Contact: Joyce Langenegger, (281) 459-7653

Southwest Texas State University (in partnership with Alamo Community College District, Laredo Community College, Southwest Texas Junior College, and Victoria Independent School District) - Central/South Texas ENLACE Partnership.
The Central/South Texas ENLACE Partnership (CSTEP) is helping high schools achieve a Texas Education Agency "Exemplary" rating and working to increase the number of Hispanics enrolling in, attending, and graduating from higher education institutions. Each partner has a full-time educational advocate directing a local coalition aimed at these goals. Examples of activities include bilingual college-awareness workshops for parents and students, follow-up calls to students who submit incomplete applications for college admissions, and student visits to college and university campuses. When the partnership became active, the six public high schools involved were rated by TEA as "Acceptable." Today, one of these high schools has advanced to an "Exemplary" rating, while three others improved to receive the "Recognized" designation. In addition, Hispanic enrollment has increased at all of the partnership's higher education institutions. The partnership was established in 1999 to implement the W.K. Kellogg Foundation's initiative to Engage the Latino Community for Education (ENLACE).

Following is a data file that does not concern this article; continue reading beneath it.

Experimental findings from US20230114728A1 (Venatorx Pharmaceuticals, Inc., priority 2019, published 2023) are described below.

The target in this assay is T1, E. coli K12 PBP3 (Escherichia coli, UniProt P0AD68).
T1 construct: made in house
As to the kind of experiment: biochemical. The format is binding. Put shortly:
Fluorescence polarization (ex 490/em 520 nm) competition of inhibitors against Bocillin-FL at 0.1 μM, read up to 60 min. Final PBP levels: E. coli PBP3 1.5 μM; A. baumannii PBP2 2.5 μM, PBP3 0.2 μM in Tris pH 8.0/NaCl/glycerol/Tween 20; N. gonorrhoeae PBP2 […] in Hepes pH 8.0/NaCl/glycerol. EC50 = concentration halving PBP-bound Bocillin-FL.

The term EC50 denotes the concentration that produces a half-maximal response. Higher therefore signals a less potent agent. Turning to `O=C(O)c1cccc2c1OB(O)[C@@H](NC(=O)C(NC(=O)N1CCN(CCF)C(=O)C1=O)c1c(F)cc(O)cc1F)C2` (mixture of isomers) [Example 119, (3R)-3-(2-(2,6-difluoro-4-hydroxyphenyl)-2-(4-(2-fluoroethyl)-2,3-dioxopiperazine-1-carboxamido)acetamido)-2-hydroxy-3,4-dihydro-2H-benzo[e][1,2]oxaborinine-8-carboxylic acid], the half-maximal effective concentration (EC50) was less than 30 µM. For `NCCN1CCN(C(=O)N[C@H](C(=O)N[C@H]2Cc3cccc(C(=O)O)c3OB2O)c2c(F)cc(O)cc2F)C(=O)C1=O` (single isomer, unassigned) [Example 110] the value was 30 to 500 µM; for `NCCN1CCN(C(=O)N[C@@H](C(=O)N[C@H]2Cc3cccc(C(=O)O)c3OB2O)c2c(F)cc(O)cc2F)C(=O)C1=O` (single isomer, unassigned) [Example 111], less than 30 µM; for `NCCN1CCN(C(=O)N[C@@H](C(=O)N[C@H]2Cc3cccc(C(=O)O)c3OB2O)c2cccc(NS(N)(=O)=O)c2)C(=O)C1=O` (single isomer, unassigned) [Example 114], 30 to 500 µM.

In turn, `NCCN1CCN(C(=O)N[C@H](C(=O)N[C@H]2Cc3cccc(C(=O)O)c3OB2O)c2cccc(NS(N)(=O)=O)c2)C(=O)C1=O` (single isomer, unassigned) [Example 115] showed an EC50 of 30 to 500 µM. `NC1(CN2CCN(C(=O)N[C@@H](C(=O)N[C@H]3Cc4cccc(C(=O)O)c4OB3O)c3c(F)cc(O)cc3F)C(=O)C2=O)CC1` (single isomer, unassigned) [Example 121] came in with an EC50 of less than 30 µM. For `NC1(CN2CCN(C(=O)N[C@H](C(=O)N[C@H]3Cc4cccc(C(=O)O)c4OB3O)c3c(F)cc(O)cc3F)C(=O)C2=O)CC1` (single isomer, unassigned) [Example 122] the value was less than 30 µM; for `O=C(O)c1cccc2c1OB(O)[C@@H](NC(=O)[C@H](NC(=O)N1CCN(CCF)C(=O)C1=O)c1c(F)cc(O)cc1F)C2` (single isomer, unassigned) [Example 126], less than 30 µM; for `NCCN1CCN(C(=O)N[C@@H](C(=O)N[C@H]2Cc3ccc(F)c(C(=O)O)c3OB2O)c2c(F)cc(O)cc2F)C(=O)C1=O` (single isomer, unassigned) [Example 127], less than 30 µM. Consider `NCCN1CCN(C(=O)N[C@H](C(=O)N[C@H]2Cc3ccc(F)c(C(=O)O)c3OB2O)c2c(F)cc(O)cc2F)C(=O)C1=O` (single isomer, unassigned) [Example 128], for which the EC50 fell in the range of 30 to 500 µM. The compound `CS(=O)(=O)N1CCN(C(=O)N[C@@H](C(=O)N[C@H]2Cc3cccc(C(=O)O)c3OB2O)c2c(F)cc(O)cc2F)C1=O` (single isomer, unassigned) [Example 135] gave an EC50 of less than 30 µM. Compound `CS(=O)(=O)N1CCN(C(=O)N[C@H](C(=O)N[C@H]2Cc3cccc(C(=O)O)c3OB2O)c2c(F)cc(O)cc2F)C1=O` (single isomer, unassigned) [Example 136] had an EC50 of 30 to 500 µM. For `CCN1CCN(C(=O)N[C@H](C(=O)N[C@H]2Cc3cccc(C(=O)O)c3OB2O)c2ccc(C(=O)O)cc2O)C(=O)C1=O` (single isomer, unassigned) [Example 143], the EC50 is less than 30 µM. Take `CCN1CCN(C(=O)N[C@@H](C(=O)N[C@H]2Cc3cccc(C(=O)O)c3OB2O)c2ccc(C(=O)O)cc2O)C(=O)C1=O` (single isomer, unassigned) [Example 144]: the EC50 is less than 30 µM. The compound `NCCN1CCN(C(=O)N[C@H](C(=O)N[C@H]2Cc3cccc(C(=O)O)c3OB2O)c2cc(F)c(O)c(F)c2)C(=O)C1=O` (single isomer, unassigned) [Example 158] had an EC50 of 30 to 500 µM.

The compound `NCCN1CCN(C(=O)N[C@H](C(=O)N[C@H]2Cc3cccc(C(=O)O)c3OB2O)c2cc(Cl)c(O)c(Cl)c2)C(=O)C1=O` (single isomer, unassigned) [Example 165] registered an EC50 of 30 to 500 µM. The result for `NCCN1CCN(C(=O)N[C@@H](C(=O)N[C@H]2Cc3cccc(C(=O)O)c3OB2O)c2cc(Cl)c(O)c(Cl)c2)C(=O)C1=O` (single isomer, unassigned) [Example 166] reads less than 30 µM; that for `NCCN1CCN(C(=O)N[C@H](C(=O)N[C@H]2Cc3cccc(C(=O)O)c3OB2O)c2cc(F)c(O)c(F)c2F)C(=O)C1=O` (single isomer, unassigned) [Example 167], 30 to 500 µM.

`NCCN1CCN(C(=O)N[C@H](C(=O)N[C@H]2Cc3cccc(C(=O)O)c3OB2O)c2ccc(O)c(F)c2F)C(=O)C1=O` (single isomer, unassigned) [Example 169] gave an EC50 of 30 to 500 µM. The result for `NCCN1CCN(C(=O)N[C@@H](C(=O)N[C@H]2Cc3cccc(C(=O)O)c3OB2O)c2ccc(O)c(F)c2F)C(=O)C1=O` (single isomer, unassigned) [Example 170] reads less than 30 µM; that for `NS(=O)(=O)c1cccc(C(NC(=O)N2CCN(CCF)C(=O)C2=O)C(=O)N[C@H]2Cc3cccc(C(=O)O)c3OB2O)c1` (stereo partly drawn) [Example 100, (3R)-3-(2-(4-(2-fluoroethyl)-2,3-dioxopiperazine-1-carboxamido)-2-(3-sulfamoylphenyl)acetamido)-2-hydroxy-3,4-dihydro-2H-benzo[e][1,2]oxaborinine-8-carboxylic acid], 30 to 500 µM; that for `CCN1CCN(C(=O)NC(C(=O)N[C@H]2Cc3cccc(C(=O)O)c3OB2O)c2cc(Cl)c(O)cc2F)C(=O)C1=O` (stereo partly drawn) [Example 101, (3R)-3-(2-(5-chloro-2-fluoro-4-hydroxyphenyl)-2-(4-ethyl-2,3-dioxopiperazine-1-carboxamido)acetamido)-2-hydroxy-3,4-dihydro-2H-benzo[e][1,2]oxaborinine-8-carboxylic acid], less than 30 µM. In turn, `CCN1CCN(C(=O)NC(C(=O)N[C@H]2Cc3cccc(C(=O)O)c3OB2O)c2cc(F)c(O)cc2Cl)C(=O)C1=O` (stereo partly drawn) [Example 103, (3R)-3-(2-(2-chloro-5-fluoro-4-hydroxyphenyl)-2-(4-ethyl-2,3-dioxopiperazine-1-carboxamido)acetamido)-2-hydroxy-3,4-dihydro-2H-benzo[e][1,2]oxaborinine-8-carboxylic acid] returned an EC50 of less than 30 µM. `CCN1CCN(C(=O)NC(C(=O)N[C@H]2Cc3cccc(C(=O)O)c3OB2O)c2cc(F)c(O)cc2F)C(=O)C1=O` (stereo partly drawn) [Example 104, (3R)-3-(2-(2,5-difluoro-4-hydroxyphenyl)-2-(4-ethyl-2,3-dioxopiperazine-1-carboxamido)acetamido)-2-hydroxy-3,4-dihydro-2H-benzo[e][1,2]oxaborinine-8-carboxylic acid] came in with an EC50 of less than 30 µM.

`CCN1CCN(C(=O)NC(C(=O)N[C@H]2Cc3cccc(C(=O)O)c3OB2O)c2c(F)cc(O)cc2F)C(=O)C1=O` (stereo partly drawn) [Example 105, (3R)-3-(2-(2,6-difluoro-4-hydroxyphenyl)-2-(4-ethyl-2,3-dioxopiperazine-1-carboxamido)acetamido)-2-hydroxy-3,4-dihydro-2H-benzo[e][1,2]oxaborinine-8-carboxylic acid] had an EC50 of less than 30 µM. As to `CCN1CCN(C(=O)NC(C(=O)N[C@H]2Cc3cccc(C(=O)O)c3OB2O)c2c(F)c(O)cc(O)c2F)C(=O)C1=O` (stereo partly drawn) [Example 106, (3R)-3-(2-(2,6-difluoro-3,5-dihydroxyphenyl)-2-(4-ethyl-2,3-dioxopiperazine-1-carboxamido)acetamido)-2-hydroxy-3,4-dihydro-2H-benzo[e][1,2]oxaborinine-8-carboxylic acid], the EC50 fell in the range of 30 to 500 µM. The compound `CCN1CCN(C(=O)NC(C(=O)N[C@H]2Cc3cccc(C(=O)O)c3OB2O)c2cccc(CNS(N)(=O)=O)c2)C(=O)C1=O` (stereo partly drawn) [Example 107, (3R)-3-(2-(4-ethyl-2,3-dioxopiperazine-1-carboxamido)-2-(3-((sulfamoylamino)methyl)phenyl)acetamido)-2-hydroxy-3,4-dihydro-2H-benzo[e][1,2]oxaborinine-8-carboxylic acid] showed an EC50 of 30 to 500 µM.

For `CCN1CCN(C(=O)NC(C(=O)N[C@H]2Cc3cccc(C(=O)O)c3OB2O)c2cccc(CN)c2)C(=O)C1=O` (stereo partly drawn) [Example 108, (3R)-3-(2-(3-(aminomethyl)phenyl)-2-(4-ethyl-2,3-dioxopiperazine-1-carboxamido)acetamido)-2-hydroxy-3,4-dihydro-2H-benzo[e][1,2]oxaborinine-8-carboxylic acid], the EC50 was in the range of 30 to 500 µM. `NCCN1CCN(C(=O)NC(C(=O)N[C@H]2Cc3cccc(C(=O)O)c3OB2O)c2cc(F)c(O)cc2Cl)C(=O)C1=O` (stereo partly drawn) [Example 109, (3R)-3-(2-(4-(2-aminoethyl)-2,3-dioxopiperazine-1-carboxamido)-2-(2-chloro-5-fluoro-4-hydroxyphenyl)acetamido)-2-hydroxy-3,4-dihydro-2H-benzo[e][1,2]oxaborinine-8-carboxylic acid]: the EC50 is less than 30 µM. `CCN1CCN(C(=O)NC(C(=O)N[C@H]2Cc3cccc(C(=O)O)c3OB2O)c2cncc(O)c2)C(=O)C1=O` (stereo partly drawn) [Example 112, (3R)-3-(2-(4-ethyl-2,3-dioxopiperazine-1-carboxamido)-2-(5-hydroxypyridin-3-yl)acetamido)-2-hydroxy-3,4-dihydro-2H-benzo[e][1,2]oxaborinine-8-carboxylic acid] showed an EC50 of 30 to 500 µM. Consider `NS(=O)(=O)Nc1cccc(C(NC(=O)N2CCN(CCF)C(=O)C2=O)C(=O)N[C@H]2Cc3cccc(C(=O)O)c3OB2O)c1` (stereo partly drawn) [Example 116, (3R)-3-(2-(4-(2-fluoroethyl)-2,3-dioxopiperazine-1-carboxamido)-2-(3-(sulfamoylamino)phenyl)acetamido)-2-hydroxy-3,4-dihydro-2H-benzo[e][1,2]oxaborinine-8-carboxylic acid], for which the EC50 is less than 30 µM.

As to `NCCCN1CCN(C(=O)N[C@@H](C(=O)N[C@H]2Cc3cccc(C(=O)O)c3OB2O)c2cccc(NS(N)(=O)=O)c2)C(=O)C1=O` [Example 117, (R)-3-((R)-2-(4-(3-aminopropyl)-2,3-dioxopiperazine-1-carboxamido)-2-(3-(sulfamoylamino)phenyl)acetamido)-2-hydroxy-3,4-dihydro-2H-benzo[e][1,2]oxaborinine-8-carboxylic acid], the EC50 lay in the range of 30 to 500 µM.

Contact: Ruth Welborn, (512) 245-3300


Texas A&M University-Kingsville - South Texas Archives and Special Collections.
Over the past 10 years, this library branch has become a major research center for the study of the rural, bilingual, multicultural population of South Texas and northern Mexico states. Working with faculty members in other departments, projects sponsored by the archives staff offer students opportunities to collect historical documents that help engender a cultural pride. Examples include collecting oral histories from people in South Texas, studying the original Kingsville town site's history, and conducting document preservation workshops through a consortium of local libraries, museums, and interested people. Preservation training and services offered through this effort are believed to be unique in South Texas.
Contact: Joann Castro, (361) 593-2146

Texas Woman's University - Nursing Success Program.